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Charging stations: less growth than electric cars in the EU Charging stations: less growth than electric cars in the EU

Charging stations: in the EU they are developing less than electric cars and this is not a good sign, despite massive public support

May 18, 2023 – 2:00 p.m.

In EU countries and UK public charging stations are developing less than electrified cars (+31% average annual growth from 2016 to 2022 against +50% for cars) and this is not a positive aspect, given that the European Commission recommends a ratio of 10 to 1 to ensure adequate charging service, a level that has yet to be achieved. These and other data are contained in the report “Competitive Analysis of Electric Vehicle Charging Market in EU27 + UK”, carried out by CRA’s Energy and Competition Practices on behalf of the European Commission, which relates in particular to public support for the electric mobility sector and how this has affected the growth of the market so far.


The rapid growth of electric vehicles is key to achieving climate neutrality goals. In this context, the dissemination of public charging infrastructures is considered fundamental. However, from 2022, the ratio between the number of electrified cars in circulation (BEV + PHEV) and the number of charging stations it’s not sufficient: as mentioned, the European Commission estimated the optimal ratio at 10 to 1, but now we are 11.3 to 1 (i.e. for every charging point there are 11.3 electric and plug-in cars, that’s too many). Compared to the 5,010,000 electrified vehicles in Europe + UK, public charging points are still around 442,000. And to think that in 2016, at the start of the survey, the ratio was 4.9 to 1 . But then electrified cars have increased by +50% on annual average and columns by only +31%. The tables below are quite explanatory (CAGR stands for Compound annual growth rate).


Beyond the different diffusion of electric mobility between the different EU + UK countries, it seems clear that we must take a decisive turn in the implementation of new public charging stations. And this is where comes the weight of state support for the construction of new infrastructure, today predominant, and the importance of also having a strong private contribution.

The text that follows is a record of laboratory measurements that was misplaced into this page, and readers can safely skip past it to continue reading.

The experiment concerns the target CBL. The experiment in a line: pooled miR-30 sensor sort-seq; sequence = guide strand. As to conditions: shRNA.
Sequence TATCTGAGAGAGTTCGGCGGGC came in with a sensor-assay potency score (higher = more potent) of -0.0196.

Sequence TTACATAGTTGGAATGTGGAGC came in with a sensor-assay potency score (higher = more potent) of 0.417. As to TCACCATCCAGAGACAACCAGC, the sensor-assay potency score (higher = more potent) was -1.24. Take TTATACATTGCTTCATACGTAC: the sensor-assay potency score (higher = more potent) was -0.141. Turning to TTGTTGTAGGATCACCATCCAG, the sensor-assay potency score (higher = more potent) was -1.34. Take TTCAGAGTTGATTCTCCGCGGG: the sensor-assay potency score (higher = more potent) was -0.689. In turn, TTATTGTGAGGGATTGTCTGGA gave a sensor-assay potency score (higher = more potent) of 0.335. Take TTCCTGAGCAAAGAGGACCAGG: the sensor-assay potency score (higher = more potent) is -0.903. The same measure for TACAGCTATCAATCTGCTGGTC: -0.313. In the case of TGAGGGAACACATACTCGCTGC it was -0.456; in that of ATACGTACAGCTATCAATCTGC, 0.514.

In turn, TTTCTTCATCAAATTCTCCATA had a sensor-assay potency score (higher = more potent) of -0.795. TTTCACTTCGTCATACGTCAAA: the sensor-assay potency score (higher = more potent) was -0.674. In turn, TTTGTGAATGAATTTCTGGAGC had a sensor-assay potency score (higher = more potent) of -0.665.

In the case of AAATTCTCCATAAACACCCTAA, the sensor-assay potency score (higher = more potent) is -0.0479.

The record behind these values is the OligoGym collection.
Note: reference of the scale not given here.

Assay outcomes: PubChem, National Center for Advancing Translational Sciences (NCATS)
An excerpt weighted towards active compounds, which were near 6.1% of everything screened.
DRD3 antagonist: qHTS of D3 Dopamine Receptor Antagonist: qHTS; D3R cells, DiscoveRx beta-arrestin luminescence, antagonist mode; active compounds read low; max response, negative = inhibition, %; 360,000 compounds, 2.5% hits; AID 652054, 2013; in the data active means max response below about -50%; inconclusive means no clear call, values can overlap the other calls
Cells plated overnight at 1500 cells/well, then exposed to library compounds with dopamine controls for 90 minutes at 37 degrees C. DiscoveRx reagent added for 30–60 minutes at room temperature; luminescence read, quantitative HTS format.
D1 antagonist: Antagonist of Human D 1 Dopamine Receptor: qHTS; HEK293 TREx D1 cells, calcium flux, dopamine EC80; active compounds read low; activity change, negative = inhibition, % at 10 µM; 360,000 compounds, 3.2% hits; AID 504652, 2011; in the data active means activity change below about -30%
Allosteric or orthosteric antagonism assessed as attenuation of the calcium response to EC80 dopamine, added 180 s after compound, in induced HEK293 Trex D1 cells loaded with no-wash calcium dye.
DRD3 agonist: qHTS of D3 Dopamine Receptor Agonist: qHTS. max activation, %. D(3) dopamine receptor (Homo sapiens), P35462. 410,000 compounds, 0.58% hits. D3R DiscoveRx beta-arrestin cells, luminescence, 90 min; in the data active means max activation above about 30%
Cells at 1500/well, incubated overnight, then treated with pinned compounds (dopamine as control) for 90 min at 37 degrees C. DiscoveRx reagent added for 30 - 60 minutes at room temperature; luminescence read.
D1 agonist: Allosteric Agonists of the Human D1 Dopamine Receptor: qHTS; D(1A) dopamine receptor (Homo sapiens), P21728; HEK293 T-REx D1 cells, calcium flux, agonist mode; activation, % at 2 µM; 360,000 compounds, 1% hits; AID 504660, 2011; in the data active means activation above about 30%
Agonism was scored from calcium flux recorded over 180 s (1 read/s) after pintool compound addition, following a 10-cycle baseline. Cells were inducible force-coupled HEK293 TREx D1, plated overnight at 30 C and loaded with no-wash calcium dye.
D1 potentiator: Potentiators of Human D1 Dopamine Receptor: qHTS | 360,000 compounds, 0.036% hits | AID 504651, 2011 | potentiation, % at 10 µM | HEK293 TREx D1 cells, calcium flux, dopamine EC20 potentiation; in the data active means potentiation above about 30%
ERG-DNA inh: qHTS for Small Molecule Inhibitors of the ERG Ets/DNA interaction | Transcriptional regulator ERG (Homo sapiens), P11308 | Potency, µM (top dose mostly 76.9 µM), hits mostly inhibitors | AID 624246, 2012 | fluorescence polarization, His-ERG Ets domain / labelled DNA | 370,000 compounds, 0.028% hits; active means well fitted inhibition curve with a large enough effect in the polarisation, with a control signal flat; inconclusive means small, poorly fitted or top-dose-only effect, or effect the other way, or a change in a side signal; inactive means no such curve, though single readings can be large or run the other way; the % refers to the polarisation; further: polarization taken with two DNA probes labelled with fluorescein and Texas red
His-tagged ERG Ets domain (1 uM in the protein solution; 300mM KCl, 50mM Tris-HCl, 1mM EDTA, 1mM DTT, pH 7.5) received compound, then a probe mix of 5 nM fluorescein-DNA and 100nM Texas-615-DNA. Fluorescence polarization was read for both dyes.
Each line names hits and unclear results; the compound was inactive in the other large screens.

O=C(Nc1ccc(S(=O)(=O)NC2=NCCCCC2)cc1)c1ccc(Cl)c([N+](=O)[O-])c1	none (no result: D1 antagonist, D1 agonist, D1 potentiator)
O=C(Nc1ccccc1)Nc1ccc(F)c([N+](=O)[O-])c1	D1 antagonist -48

In this respect, the report written for the European Commission (download the full English version here) found, albeit with some differences, a decisive correlation between public support and rapid deployment of charging infrastructure for electrified vehicles. Indeed, countries with reduced diffusion of electric mobility are those that have received the least public support, while those with a high level of development have benefited substantial state contributions in terms of the availability and extent of funding. However, the correlation is not perfect as there are several exceptions of poorly supported countries that have reached a high level of development, and vice versa. The following table clarifies this very well.

Indeed, the EU report underlines that in the development of a particular market, in this case that of electric mobility, other factors may intervene such as the GDP per capita and the population density. That said, it is still not wrong to say that there is a sufficiently strong correlation between public support and the expansion of electric vehicles. Consider, for example, the PNRR funds, therefore of European origin, which Italy uses for the construction of thousands of columns on highways and in urban centers.


However, there is a flip side. Public support is likely to stifle private initiative in a market potentially as rich as that of charging infrastructure for electrified vehicles. In short, too much public funding can hamper any competition from private subjects, which would instead be extremely important for greater expansion (and to reduce costs). It is no coincidence that some markets with large state-funded players they have become more competitive thanks to the growth of private operators. However, according to the report, this is a problem that will resolve itself over time, almost naturally: today, electric mobility is still in its infancy, but over the years the increasing spread of battery-powered cars will require the installation of more and more public charging stations, open the industry to more competition.

Source : Sicur Auto


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